Trust your instincts. As a new parent, you’re going to receive a ton of advice, especially on the do’s and don’t of soothing a baby. Babies under 3 months old cannot soothe themselves and may need lots of help. The first few months are tough and if you have to give the baby a pacifier to be happy, then do it. If your baby stops crying in the swing, then use it. Do what makes sense for you and your baby and don’t worry about doing the wrong thing or creating unhealthy habits. By 4 months old, many babies have settled into a routine and can begin to self-soothe.

Take your baby out during the day. It can be scary to take your baby out for the first time. The feeling that you don’t have everything you need can make it feel too intimidating to try. Early on, just go for a little walk. When you start to feel more comfortable, take your baby to the grocery store or out for a single errand. Starting with a whole day of errands can be too exhausting for both of you, and can feel disastrous when you realize you didn’t pack enough diapers, didn’t prepare for breastfeeding out of the home, or found yourself lacking some other comfort that leaves you and the baby distressed.

Invest in a comfortable baby carrier so you can go about your day while holding your baby. This can be grocery shopping, housework or even exercise. Babies like the comfort of their parent’s heartbeat, and can be soothed while you get back to accomplishing your regular tasks.

It Takes a Village…

Raising children is difficult work, and no one should have to do it alone. Be sure to get support and talk with friends and family to enlist their help.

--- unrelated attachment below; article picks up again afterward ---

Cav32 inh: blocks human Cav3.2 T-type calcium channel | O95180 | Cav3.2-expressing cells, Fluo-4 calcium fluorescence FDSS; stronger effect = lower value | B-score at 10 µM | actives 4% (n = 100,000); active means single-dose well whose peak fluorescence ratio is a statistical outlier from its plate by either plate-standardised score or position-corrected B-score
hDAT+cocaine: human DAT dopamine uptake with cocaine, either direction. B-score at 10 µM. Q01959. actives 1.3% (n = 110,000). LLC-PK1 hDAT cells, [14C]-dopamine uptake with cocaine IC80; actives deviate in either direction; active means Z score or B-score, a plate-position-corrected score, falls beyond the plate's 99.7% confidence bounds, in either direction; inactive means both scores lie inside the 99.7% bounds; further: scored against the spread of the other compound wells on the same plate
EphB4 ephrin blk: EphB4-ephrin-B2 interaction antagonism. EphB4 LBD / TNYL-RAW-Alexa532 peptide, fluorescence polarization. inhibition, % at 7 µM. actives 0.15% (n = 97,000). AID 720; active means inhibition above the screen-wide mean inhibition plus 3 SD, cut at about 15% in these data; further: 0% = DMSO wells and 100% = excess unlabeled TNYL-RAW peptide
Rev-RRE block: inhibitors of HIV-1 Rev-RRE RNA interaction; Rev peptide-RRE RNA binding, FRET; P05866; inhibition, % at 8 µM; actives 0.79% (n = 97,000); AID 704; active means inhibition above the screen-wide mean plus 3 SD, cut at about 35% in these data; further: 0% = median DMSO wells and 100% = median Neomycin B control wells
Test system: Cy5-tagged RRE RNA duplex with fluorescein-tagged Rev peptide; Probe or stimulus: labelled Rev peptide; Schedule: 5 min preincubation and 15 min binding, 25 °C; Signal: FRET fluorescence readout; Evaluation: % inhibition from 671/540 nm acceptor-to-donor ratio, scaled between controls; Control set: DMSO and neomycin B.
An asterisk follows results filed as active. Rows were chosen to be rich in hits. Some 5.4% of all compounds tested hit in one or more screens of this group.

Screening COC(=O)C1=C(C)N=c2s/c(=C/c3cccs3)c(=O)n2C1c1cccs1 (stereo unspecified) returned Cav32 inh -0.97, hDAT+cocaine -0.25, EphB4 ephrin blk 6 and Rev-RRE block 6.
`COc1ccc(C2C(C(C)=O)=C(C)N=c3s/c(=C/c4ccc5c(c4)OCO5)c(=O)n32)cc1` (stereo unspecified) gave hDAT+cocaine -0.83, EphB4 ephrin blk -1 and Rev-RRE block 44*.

Talk with your partner. Voice your concerns and communicate. Don’t assume your partner knows what you are thinking. Understand that becoming a parent affects both partners differently and as a result there may be some differences in opinions on subjects relating to the roles of extended family, chores and the division of labor, money, work and even social life. The more you talk and realize each other’s perspective, the more you’ll be able to help each other.

Allow the non-primary caregiver to care for the baby so that you can get some time alone, and so your partner can bond with the baby and develop confidence in caring for him or her.
Delegate more and don’t be afraid to enlist the help of any and all visitors.

Connect with another new parent or parents in the area. Get friendly with other pregnant families in the area. Start your own playgroup with other new parents, or join a new parent group. There are chapters of the MOMs Club all over the country, and even some internationally. Look into what clubs or organizations are available in your area before your baby is born, so that you know your options.

Hire a professional. Newborn Care Specialists can give you the help you need to get on the right track. Sleep coaching, breastfeeding support, or even a few hours of infant day care can make a huge difference. If you have the means to get some help, contact a professional baby nurse service to help you with some of the baby care that is most overwhelming to you.

Adding a new, little member to your family takes quite a lot of adjustment. The good news is, little changes add up to big wins. Rediscovering a normal routine can start in small steps. Don’t try to accomplish a “perfect” life all at once. Creating one good habit at a time can build up to the “normal” life that works for your family.